A good roof is crucial to the protection of your business’ infrastructural investments. A leaking or decaying roof can create an ingress for moisture and pests that can damage equipment and contaminate sterile areas while also reducing energy efficiency and increasing operational costs. Moreover, a roof in extreme disrepair can pose a real safety hazard to workers.
If it’s time to repair or replace your facility’s roofs but you don’t know where to begin, Preferred is here to help. Read on for helpful tips on planning your next industrial roofing project.
Depending on your location, timing is likely critical when planning your roofing project. While some roof types such at TPO (Thermoplastic Polyolefin) can be installed during cold winter months, other roofing types such as asphalt or modified bitumen are temperature sensitive and must be installed during warmer seasons. It follows that projects should be budgeted and planned to occur during times of year that offer optimal weather and temperature ranges at your location.
In addition to accounting for seasonal weather patterns, prior to beginning an industrial roofing project, you will want to research the warranty of your existing roof. If your roof is under warranty, you will want to check with the manufacturer to determine how work must be completed in order to maintain the warranty. For instance, some manufacturers will require contractors to use specific fastening patterns while installing a roof. Similarly, you might want to check with your insurance company to make sure a roof is installed in a manner compliant with the requirements of your policy.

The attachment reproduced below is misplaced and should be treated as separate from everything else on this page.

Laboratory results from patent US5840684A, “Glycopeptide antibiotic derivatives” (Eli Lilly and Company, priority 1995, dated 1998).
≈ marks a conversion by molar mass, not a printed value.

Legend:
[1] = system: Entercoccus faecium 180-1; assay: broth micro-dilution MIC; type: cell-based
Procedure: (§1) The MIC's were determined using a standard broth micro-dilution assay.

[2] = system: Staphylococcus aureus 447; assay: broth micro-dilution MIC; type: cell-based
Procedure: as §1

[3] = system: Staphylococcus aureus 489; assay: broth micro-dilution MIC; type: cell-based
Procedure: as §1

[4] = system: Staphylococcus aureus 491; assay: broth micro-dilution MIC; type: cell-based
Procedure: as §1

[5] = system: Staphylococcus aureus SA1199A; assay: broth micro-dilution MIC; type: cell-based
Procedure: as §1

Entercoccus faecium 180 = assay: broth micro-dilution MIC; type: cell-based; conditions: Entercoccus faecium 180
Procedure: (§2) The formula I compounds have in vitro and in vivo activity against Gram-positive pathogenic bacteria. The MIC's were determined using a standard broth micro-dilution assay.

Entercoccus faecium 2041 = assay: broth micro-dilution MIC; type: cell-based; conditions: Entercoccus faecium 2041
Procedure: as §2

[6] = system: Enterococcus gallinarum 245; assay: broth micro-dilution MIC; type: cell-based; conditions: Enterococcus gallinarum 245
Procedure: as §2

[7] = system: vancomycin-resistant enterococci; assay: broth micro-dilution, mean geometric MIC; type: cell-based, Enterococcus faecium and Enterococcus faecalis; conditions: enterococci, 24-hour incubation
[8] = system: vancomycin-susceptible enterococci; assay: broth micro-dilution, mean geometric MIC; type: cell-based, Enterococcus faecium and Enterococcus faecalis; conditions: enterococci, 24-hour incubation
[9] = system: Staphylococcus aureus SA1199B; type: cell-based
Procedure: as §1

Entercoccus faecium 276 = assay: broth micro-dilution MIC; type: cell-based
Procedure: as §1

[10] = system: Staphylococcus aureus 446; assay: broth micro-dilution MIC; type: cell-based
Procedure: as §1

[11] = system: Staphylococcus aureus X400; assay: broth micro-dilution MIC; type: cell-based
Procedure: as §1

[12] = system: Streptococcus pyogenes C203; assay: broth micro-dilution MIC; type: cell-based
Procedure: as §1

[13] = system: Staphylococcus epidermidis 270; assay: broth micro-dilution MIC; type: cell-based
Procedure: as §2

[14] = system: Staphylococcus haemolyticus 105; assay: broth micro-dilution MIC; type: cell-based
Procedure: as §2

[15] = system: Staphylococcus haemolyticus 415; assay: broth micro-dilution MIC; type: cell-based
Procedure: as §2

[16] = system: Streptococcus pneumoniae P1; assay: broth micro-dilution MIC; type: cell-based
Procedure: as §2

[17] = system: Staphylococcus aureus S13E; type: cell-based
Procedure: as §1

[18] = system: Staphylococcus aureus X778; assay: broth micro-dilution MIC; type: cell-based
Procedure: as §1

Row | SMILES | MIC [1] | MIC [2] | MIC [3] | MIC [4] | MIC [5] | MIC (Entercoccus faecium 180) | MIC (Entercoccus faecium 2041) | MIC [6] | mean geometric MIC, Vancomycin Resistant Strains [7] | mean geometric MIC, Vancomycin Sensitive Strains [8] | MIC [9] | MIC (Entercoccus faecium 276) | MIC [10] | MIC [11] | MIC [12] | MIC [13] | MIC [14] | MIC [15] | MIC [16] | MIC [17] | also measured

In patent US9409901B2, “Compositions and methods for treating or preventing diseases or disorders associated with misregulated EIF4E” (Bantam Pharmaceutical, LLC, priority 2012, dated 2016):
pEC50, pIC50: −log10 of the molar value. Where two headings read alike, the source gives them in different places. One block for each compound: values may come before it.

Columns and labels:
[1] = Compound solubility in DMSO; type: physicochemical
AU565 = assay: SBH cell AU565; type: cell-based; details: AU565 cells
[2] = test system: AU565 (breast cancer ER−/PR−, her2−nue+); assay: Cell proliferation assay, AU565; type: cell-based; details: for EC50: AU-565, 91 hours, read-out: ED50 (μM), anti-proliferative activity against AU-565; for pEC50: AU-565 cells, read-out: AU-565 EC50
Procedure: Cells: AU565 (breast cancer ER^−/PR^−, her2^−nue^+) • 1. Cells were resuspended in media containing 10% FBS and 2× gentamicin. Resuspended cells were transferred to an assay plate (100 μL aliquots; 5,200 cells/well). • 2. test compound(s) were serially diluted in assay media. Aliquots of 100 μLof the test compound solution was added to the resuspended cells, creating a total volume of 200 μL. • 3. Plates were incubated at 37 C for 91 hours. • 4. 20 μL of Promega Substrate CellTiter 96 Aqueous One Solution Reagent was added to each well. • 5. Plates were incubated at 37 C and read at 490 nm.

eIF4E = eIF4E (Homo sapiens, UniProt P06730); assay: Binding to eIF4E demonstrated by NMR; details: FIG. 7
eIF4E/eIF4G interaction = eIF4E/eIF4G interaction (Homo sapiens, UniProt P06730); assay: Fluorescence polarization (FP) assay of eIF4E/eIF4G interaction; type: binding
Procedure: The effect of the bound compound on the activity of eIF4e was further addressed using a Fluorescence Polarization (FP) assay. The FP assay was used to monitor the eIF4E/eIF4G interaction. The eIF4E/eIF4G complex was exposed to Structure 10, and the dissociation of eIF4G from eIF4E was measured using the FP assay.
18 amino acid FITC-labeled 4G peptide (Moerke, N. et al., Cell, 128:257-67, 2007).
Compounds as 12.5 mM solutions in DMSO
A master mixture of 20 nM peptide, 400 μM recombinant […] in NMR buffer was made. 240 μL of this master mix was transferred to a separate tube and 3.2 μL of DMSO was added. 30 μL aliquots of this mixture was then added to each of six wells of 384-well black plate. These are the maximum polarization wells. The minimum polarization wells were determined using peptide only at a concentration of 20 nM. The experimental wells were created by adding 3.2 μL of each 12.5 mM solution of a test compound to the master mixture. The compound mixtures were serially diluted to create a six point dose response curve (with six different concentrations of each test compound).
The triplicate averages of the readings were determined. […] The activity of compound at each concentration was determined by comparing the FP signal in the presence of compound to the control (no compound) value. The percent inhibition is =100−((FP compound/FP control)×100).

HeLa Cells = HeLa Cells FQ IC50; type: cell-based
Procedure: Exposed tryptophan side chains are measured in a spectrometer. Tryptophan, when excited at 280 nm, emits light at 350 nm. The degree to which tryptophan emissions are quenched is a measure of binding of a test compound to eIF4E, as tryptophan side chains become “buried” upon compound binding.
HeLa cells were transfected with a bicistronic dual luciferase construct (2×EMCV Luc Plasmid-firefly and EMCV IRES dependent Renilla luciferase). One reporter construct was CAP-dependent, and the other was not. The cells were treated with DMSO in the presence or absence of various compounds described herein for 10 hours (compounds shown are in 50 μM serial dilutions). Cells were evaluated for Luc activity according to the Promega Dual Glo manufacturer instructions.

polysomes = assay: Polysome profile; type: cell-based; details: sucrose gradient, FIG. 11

Preferred can install a number of different roofing types depending upon your operational needs. Common roofing materials include:
PVC roofing membranes are known for their high strength (350 pound per square foot minimum breaking strength) durability, and long service life. This roofing material is water tight, flame retardant, and chemical resistant, making it an especially good choice for restaurants and food manufacturing facilities that may expose their roofs to fats and oils that could potentially degrade other roofing materials.
Originally developed as a lower cost alternative I’ve to PVC roofing, TPO roofing membranes are said to combine the UV and heat resistance advantages EPDM roofing with the convenient hot air weldable properties of PVC. TPO is known to be strong, durable, and energy efficient, but as a relatively new technology to the market, it is not yet known if it shares the longevity of PVC roofing.
EPDM (ethylene propylene diene terpolymer) rubber is one of the most established types of roofing material currently available for industrial applications. EPDM is an exceptionally shock absorbent material and as such is an ideal choice for buildings that might be subject to frequent hailstorms. It is also a good choice for roofs that see frequent foot and equipment traffic. Additionally, since EPDM typically does not reflect sunlight, it is recommended for roofs with affixed solar panels. As EPDM rubber is a petroleum product, it is susceptible to degradation from fats and oils. As such, it may not be the best choice for restaurants and food preparation facilities.